Designing Predictable and Robust Systems Tom Henzinger UC Berkeley and EPFL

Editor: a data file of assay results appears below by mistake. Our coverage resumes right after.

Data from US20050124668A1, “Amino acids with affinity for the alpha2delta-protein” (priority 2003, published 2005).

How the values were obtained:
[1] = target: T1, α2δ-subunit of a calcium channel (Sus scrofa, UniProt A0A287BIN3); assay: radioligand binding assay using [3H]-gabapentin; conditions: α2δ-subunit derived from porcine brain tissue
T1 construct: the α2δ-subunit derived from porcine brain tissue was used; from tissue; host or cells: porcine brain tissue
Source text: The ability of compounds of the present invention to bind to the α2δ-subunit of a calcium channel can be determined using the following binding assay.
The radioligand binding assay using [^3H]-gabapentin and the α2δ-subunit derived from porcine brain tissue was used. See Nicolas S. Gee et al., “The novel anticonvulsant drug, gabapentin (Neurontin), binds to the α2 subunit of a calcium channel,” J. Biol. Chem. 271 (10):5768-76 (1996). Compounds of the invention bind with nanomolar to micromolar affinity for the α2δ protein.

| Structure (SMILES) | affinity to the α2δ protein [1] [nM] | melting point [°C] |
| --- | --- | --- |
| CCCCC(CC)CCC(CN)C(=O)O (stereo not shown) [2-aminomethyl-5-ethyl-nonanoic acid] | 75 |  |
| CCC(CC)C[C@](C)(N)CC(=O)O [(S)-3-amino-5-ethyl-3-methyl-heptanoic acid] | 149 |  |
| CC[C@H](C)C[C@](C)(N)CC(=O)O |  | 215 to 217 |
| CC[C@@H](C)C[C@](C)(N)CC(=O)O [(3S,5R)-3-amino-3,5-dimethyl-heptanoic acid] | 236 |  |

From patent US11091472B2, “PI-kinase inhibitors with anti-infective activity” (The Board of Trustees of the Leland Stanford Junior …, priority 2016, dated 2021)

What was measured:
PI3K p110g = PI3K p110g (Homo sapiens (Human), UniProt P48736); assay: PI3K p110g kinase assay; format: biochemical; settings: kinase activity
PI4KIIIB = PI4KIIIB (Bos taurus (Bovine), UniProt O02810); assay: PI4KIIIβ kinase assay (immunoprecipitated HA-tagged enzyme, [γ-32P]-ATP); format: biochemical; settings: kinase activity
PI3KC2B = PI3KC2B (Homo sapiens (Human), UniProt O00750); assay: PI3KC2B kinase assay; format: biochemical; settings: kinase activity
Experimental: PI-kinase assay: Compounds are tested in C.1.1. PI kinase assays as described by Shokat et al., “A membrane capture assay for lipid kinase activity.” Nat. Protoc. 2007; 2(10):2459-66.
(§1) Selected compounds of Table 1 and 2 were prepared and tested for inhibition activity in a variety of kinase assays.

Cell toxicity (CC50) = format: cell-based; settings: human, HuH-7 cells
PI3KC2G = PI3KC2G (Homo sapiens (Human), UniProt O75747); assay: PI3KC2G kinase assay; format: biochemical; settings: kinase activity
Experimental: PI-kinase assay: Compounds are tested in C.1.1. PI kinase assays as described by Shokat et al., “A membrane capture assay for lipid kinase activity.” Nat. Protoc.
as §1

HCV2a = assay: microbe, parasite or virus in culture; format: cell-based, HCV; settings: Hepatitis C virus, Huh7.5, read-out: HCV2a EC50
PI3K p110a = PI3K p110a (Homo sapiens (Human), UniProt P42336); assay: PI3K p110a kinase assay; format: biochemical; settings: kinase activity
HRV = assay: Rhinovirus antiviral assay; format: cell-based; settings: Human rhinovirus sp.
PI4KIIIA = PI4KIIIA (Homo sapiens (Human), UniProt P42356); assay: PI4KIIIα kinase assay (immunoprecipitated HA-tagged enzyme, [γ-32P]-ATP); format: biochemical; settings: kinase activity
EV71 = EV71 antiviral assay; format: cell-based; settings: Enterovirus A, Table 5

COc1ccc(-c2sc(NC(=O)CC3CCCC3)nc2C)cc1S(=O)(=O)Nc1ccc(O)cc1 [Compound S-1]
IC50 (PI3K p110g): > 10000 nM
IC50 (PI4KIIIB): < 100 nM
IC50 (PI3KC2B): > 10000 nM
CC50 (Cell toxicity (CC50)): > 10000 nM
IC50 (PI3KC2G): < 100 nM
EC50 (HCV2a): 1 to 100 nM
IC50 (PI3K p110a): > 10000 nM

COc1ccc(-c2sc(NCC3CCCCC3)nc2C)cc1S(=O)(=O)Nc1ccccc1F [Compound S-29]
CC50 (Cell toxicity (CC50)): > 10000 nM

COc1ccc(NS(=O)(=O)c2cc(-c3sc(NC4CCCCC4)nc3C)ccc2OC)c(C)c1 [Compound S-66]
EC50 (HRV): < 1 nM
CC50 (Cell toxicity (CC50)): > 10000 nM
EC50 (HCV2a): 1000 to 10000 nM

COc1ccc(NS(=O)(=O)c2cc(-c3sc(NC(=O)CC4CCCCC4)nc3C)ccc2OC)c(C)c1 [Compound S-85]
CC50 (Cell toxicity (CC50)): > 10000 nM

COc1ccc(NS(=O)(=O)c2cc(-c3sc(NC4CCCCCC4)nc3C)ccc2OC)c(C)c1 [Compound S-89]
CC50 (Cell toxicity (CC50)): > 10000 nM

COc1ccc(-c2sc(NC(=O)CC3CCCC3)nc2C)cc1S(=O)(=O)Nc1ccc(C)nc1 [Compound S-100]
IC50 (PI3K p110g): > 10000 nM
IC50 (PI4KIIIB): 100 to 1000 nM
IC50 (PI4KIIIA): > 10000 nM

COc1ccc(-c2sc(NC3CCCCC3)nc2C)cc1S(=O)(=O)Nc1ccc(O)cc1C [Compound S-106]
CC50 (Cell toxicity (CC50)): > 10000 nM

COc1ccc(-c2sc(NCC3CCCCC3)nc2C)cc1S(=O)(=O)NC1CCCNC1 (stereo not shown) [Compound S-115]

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<ul><li> Slide 1 </li> <li> Designing Predictable and Robust Systems Tom Henzinger UC Berkeley and EPFL </li> <li> Slide 2 </li> <li> System Build &amp; test Bridge Aircraft Software etc. Complexity Management in System Design </li> <li> Slide 3 </li> <li> System Model Calculate Build &amp; test Abstract Predict Applied Mathematics Bridge Aircraft Software etc. Complexity Management in System Design </li> <li> Slide 4 </li> <li> Engineering Differential Equations Linear Algebra Probability Theory Computer Science Logic Discrete Structures Automata Theory Mathematical Modeling: A Tale of Two Cultures </li> <li> Slide 5 </li> <li> Uptime: 125 years </li> <li> Slide 6 </li> <li> Slide 7 </li> <li> Why cant we do Software? </li> <li> Slide 8 </li> <li> Engineering Theories of estimation. Theories of robustness. Computer Science Theories of correctness. Why cant we do Software? RB </li> <li> Slide 9 </li> <li> Engineering Theories of estimation. Theories of robustness. Goal: build reliable systems. Computer Science Theories of correctness. Temptation: programs are mathematical objects; hence we want to prove them correct. Why cant we do Software? </li> <li> Slide 10 </li> <li> B EngineeringComputer Science The CHESS Premise: The pendulum has swung too far R </li> <li> Slide 11 </li> <li> B EngineeringComputer Science Embedded Systems are a perfect playground to readjust the pendulum. R PhysicalityComputation The CHESS Premise: The pendulum has swung too far </li> <li> Slide 12 </li> <li> Embedded System Execution constraints CPU speed power failure rates Reaction constraints deadlines throughput jitter Computation algorithms protocols reuse </li> <li> Slide 13 </li> <li> Embedded System Execution constraints CPU speed power failure rates Reaction constraints deadlines throughput jitter Computation algorithms protocols reuse Embedded System Design is generalized hardware design (e.g. System C). </li> <li> Slide 14 </li> <li> Embedded System Execution constraints CPU speed power failure rates Reaction constraints deadlines throughput jitter Computation algorithms protocols reuse Embedded System Design is generalized control design (e.g. Matlab Simulink). </li> <li> Slide 15 </li> <li> Embedded System Execution constraints CPU speed power failure rates Reaction constraints deadlines throughput jitter Computation algorithms protocols reuse Embedded System Design is generalized software design (e.g. RT Java). </li> <li> Slide 16 </li> <li> Embedded System Execution constraints CPU speed power failure rates Reaction constraints deadlines throughput jitter Computation algorithms protocols reuse CHESS </li> <li> Slide 17 </li> <li> We need a new formal foundation for embedded systems, which systematically and even-handedly re-marries computation and physicality. The CHESS Challenge </li> <li> Slide 18 </li> <li> CHESS Results: Integration of the Two Cultures Engineering Component model: transfer function Composition: parallel Connection: data flow Computer Science Component model: subroutine Composition: sequential Connection: control flow [Hybrid Systems; Ptolemy; Metropolis; Metamodels] </li> <li> Slide 19 </li> <li> Equational Models Strengths: Concurrency Quantitative constraints (time, power, QoS) Tool support: Best-effort design Optimization Abstract-Machine Models Dynamic change Complexity theory Worst-case analysis Constraint satisfaction CHESS Results: Integration of the Two Cultures Engineers must understand both complexities and trade-offs [EECS 20]. </li> <li> Slide 20 </li> <li> We need a new formal foundation for computational systems, which systematically and even-handedly re-marries performance and robustness. The Cyber-Physical Challenge What is being computed? At what cost? How does the performance change under disturbances? (wrong assumptions; change of environment; change of resources; failures; attacks) </li> <li> Slide 21 </li> <li> We need a new formal foundation for computational systems, which systematically and even-handedly re-marries performance and robustness. The Cyber-Physical Challenge Subchallenge 1: build predictable software Subchallenge 2: build robust software </li> <li> Slide 22 </li> <li> Subchallenge 1: Build Predictable Software </li> <li> Slide 23 </li> <li> Predictable = Deterministic A system is deterministic if for every input behavior, the output behavior is unique. </li> <li> Slide 24 </li> <li> Subchallenge 1: Build Predictable Software Predictable = Deterministic A system is deterministic if for every input behavior, the output behavior is unique. -internal (invisible) behavior need not be unique -behavior includes all nonfunctional aspects of interest: for real-time systems, behavior includes time stamps </li> <li> Slide 25 </li> <li> Nondeterminism Central to complexity theory: P v. NP Central to abstraction: -high-level programming languages: e.g. memory management -algorithm design: as long as there exists an 0i a[i+1], swap a[i] and a[i+1] -dont cares: if input=0, then output=? Central to concurrency: a||b = ab + ba </li> <li> Slide 26 </li> <li> Nondeterminism Central to complexity theory: P v. NP Central to abstraction: -high-level programming languages: e.g. memory management -algorithm design: as long as there exists an 0i a[i+1], swap a[i] and a[i+1] -dont cares: if input=0, then output=? Central to concurrency: a||b = ab + ba invisible deterministic </li> <li> Slide 27 </li> <li> Nondeterminism Central to complexity theory: P v. NP Central to abstraction: -high-level programming languages: e.g. memory management -algorithm design: as long as there exists an 0i a[i+1], swap a[i] and a[i+1] -dont cares: if input=0, then output=? Central to concurrency: a||b = ab + ba invisible deterministic visible a: x := x+1 b: x := 2x </li> <li> Slide 28 </li> <li> Nondeterminism Central to complexity theory: P v. NP Central to abstraction: -high-level programming languages: e.g. memory management -algorithm design: as long as there exists an 0i a[i+1], swap a[i] and a[i+1] -dont cares: if input=0, then output=? Central to concurrency: a||b = ab + ba Alternatives to threads: actor models; transactional memory invisible deterministic visible less nondeterministic </li> <li> Slide 29 </li> <li> Can we build a real-time programming language that treats time in the way in which high-level languages treat memory? -programmer specifies the time of outputs -programmer assumes the platform offers sufficient performance -compiler generates a suitable schedule or throws an exception </li> <li> Slide 30 </li> <li> The LET (Logical Execution Time) Programming Model Software Task read sensor input at time t write actuator output at time t+d, for specified d </li> <li> Slide 31 </li> <li> time ttime t+d real execution on CPU buffer output The LET (Logical Execution Time) Programming Model </li> <li> Slide 32 </li> <li> 50% CPU speedup Portability </li> <li> Slide 33 </li> <li> Task 2 Task 1 Composability </li> <li> Slide 34 </li> <li> Timing predictability: minimal jitter Function predictability: no race conditions Determinism </li> <li> Slide 35 </li> <li> make output available as soon as ready Contrast LET with Standard Practice </li> <li> Slide 36 </li> <li> data race Contrast LET with Standard Practice </li> <li> Slide 37 </li> <li> But what about performance? The Giotto project at UC Berkeley. </li> <li> Slide 38 </li> <li> Can we build a programming language that treats reliability in the way in which high-level languages treat memory? -programmer specifies the mean-time to failure for outputs -programmer assumes the platform offers sufficient reliability -compiler generates a task replication mapping or rejects the program [HTL project: Chatterjee et al.] </li> <li> Slide 39 </li> <li> Subchallenge 2: Build Robust Software </li> <li> Slide 40 </li> <li> Robust = Continuous A system is continuous if for all real-valued quantities, small input changes cause small output changes. </li> <li> Slide 41 </li> <li> Subchallenge 2: Build Robust Software Robust = Continuous A system is continuous if for all real-valued quantities, small input changes cause small output changes. -8 &gt;0. 9 &gt;0. input-change ) output-change -can apply only to real-valued quantities: sensor readings and actuator settings; input and output time stamps </li> <li> Slide 42 </li> <li> A Program kbfilter.c 12,000 lines of code </li> <li> Slide 43 </li> <li> A Program kbfilter.c 12,000 lines of code </li> <li> Slide 44 </li> <li> A Program kbfilter.c 12,000 lines of code r </li> <li> Slide 45 </li> <li> An Error Trace In general, programs are not continuous. </li> <li> Slide 46 </li> <li> More continuous: read sensor value x at time t; compute continuous function y = f(x); write output value y at time t+d; Less continuous: read sensor value x; if x c then... else... </li> <li> Slide 47 </li> <li> More continuous: read sensor value x at time t; compute continuous function y = f(x); write output value y at time t+d; Less continuous: read sensor value x; if x c then... else... We need system preference metrics in addition to boolean correctness criteria. [A Discounted Theory of Systems: de Alfaro et al.] </li> <li> Slide 48 </li> <li> Summary 1.We need high-level programming models for building deterministic systems from nondeterministic parts. 2.We need system preference metrics for building continuous systems from noncontinuous parts. </li> </ul>